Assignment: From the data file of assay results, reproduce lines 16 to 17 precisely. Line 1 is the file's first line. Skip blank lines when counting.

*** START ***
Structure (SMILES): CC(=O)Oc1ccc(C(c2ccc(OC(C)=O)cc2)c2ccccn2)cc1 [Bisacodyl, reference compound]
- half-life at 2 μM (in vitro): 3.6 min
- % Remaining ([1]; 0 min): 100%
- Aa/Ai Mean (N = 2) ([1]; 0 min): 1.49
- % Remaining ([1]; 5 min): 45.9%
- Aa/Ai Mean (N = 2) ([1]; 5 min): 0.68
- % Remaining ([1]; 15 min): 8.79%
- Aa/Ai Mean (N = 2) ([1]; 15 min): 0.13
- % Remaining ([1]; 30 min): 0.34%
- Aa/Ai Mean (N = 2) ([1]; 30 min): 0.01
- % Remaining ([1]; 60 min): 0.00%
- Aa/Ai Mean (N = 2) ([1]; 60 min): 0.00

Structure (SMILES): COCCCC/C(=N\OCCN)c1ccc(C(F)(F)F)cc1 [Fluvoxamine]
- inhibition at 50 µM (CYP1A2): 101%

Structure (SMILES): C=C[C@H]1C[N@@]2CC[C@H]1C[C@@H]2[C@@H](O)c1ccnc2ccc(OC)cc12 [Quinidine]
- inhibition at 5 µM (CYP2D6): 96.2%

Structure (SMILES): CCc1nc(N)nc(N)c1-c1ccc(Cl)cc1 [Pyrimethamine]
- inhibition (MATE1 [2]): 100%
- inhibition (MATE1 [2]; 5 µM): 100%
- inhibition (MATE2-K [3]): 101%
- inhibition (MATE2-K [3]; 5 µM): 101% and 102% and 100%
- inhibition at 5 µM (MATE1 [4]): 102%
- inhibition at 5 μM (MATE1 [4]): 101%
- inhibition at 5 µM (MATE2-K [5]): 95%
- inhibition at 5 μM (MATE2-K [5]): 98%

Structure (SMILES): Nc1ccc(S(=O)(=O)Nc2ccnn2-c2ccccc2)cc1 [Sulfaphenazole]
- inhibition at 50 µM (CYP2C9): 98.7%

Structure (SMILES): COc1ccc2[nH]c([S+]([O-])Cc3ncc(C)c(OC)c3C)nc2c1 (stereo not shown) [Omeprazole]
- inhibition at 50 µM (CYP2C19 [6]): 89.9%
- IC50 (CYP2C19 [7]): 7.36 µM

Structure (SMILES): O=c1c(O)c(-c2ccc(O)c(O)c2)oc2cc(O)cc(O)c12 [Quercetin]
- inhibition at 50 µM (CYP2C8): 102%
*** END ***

- inhibition at 5 µM (CYP2D6): 96.2%

Structure (SMILES): CCc1nc(N)nc(N)c1-c1ccc(Cl)cc1 [Pyrimethamine]